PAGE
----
foreword to the online edition
II. common sharpers and their tricks
III. marked cards and the manner
of their employment
VII. collusion and conspiracy
VIII. the game of faro
IX. prepared cards
XI. high ball poker
XII. roulette and allied games
XIII. sporting houses
XIV. sharps and flats
SHARPS AND FLATS
Among the more modern appliances, the first to which we shall refer
is that known as the 'table- reflector.' As its name implies, it
is designed for the purpose of being attached to the card-table
during the game. It is thus described in one of the price-lists.
'Table-reflector, Fastens by pressing steel spurs
into under side of table. A fine glass comes to the edge of table
to read the cards as you deal them off. You can set the glass
at any angle or turn it back out of sight in an instant.'
From the many samples similar to the above with which one meets
in 'sporting' literature, the legitimate inference is that punctuation-marks
are an expensive commodity in certain districts of America.
The reflector to which this paragraph refers is illustrated in
fig. 20. It is a neat little contrivance, nicely finished and nickel-plated.
The mirror m, as usual, is convex, forming as usual a reduced image
of the card. A represents the position of the reflector whilst in
use. B shows the manner in which it is turned back, out of the way
and out of sight. The hinge is fitted with light friction-springs,
which enable the mirror to retain any position in which it may be
It should be noted that all good shiners are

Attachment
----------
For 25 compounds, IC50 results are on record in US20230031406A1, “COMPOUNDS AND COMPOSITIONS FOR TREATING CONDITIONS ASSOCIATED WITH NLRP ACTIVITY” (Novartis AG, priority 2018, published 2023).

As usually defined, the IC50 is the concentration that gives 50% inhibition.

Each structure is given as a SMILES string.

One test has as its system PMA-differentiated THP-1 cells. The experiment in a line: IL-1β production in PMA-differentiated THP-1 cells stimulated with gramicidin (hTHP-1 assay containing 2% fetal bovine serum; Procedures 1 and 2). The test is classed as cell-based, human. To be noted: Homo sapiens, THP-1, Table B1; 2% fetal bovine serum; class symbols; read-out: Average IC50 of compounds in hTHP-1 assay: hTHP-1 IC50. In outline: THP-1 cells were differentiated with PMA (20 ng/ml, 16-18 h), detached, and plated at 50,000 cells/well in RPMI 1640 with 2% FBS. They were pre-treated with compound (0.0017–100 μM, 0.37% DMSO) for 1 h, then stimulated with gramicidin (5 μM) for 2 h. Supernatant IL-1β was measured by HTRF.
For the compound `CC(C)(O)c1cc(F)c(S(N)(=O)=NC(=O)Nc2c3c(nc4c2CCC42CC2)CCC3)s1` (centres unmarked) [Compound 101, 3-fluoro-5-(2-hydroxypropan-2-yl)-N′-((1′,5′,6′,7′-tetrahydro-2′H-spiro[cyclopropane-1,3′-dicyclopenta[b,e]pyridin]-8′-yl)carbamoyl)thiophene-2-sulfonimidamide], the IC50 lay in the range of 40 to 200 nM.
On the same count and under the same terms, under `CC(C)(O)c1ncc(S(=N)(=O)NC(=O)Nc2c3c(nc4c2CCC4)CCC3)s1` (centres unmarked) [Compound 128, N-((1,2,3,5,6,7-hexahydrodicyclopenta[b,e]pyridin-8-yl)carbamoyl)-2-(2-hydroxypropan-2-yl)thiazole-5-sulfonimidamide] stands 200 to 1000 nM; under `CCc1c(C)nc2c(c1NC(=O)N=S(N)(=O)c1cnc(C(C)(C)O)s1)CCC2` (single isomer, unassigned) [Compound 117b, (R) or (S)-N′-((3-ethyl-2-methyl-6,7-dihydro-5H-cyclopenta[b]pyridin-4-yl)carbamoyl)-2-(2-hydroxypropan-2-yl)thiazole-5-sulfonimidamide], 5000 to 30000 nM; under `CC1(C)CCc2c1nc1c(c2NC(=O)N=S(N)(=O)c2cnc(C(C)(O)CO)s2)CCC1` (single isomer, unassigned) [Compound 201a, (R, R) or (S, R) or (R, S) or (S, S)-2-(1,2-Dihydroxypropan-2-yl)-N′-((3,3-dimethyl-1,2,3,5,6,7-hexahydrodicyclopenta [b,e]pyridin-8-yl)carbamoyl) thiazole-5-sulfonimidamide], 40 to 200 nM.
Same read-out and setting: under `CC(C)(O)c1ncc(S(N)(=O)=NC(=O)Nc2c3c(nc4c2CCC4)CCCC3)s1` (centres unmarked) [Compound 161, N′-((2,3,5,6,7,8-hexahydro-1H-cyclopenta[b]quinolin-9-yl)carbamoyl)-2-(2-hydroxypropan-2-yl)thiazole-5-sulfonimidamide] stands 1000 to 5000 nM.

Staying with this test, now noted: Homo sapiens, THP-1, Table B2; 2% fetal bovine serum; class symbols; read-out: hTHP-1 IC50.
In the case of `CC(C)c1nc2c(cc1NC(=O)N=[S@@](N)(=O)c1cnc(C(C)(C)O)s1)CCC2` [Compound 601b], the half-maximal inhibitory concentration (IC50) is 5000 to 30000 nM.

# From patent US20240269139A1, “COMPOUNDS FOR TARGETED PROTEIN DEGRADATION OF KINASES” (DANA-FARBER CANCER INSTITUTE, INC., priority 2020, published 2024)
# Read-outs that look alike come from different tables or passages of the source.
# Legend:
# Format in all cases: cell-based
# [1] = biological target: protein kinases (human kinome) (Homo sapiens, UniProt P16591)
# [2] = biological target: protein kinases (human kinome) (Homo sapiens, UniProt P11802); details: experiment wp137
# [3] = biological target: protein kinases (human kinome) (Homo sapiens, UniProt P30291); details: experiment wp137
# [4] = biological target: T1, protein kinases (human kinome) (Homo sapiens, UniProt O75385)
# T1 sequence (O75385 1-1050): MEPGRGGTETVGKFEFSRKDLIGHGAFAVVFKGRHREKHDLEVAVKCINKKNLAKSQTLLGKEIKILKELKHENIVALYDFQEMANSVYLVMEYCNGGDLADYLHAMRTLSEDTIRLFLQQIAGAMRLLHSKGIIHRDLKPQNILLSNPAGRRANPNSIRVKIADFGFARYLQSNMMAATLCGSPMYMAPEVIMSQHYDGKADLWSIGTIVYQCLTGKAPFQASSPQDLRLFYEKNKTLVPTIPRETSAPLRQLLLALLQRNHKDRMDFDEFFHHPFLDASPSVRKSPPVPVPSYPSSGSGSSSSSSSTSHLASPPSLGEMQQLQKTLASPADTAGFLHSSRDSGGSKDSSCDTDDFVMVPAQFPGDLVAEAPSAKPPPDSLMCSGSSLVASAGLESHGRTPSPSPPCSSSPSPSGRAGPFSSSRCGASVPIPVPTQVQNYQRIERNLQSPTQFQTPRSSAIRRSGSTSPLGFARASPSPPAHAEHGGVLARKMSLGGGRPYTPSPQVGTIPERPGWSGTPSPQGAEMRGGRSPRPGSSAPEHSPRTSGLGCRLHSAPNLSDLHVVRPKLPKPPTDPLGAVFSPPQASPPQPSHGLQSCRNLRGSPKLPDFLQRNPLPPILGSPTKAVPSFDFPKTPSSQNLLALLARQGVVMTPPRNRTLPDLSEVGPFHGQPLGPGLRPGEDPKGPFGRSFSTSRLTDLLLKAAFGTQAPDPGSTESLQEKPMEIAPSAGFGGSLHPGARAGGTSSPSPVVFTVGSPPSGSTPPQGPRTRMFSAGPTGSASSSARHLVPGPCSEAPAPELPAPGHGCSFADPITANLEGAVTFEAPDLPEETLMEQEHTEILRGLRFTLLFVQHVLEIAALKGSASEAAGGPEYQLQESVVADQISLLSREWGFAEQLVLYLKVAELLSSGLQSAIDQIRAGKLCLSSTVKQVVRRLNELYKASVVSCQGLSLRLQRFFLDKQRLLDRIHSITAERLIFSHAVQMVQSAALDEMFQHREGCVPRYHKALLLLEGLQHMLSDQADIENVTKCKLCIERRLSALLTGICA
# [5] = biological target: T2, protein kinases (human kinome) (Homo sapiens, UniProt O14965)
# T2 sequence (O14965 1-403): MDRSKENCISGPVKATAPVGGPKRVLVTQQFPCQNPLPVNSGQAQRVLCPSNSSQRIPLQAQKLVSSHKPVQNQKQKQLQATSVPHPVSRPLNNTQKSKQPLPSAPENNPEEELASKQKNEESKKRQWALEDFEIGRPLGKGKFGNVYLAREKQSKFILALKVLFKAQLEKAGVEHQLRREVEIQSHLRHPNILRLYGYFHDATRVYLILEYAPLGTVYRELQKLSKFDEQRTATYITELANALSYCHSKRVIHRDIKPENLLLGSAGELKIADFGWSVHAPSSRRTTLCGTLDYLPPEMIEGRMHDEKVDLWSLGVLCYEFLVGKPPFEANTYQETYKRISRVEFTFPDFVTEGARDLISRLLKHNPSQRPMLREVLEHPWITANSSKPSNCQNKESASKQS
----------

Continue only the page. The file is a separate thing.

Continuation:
convex. This ensures that the mirror will always catch the reflection
of the card, as long as the shiner is oriented in the general direction.
A flat mirror would be significantly more difficult to use, as the
mirror would have to be more precisely oriented and tilted. Also,
since a flat mirror does not reduce the reflected image, the surface
of the mirror would have to be larger, thus requiring a much larger
shiner, to catch the whole image.
The correct way to 'play' the reflector is to press the steel point
into the under side of the table, just sufficiently far back to
bring the hinge about level with the lower edge of the table top.
Whilst in use, the mirror, contrary to what one might suppose, is
not inclined downwards, but the inclination given to it is an upward
one as in the illustration. Thus, whilst the sharp is leaning slightly
forward, as one naturally would, whilst dealing, the cards are reflected
from the mirror as he looks back into it.
Used in this manner, the reflector can be played anywhere, and
even those who are familiar with 'shiners' will 'stand' it. Inclined
downwards, it may be easier to use, but in that case the dealer
would have to lean back whilst distributing the cards. A proceeding
such as that would be liable to attract attention and to arouse
suspicions which, all things considered, had better be allowed to
slumber if the sharp is to maintain that mental quietude so necessary
to the carrying out of his plans. It is possible of course that
nothing of the kind may occur, but, on the other hand, it might.
One cannot be too careful, when even the most innocent actions are
apt to be misconstrued. The world is so uncharitable, that a little
thing like the discovery of a bit of looking-glass might lead to
a lot of unpleasantness. Who knows?
Should anyone happen to come behind the dealer whilst the mirror is in view, it can always be turned out of sight with the little finger
in the act of taking up one's cards from the table, or by sitting very close it can be altogether concealed.